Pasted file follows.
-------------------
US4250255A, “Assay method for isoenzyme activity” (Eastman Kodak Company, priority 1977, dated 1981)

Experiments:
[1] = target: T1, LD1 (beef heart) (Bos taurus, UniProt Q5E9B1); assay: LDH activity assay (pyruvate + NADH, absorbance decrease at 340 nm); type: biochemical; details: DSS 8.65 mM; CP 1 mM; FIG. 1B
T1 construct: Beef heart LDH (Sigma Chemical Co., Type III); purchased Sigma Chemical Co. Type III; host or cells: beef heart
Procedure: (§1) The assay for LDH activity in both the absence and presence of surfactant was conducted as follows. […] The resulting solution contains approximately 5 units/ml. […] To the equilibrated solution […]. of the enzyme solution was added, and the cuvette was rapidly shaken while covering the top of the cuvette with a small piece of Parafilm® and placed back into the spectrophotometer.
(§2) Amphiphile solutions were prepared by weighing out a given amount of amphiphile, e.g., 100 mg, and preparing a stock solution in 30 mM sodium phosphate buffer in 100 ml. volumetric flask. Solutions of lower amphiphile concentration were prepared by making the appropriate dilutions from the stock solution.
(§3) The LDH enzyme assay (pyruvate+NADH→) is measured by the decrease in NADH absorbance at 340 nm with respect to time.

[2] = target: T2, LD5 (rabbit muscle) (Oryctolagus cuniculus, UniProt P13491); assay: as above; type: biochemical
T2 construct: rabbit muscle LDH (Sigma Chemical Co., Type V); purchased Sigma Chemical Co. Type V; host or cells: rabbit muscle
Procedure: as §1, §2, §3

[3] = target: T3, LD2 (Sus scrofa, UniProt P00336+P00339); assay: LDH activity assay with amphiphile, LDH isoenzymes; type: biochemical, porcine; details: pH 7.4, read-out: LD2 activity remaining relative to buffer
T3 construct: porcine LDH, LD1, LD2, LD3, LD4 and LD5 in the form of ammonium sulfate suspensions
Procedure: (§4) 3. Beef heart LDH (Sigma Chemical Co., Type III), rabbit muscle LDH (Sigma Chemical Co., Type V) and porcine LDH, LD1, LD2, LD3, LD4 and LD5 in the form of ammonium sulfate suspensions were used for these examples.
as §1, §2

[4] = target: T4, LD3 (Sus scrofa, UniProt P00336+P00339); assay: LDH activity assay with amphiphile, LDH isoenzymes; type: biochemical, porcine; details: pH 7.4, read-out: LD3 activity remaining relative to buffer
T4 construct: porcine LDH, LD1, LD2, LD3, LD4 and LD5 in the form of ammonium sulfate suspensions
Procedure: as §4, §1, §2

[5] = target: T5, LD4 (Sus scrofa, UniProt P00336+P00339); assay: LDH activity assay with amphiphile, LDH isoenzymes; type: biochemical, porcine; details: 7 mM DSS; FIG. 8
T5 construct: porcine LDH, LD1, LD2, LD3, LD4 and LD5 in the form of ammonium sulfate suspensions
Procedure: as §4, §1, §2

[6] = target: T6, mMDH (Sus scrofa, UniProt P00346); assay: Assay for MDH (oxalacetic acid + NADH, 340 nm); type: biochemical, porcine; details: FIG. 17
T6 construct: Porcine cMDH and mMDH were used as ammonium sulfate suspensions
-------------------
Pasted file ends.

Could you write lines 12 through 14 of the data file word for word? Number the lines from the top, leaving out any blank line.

T3 construct: porcine LDH, LD1, LD2, LD3, LD4 and LD5 in the form of ammonium sulfate suspensions
Procedure: (§4) 3. Beef heart LDH (Sigma Chemical Co., Type III), rabbit muscle LDH (Sigma Chemical Co., Type V) and porcine LDH, LD1, LD2, LD3, LD4 and LD5 in the form of ammonium sulfate suspensions were used for these examples.
as §1, §2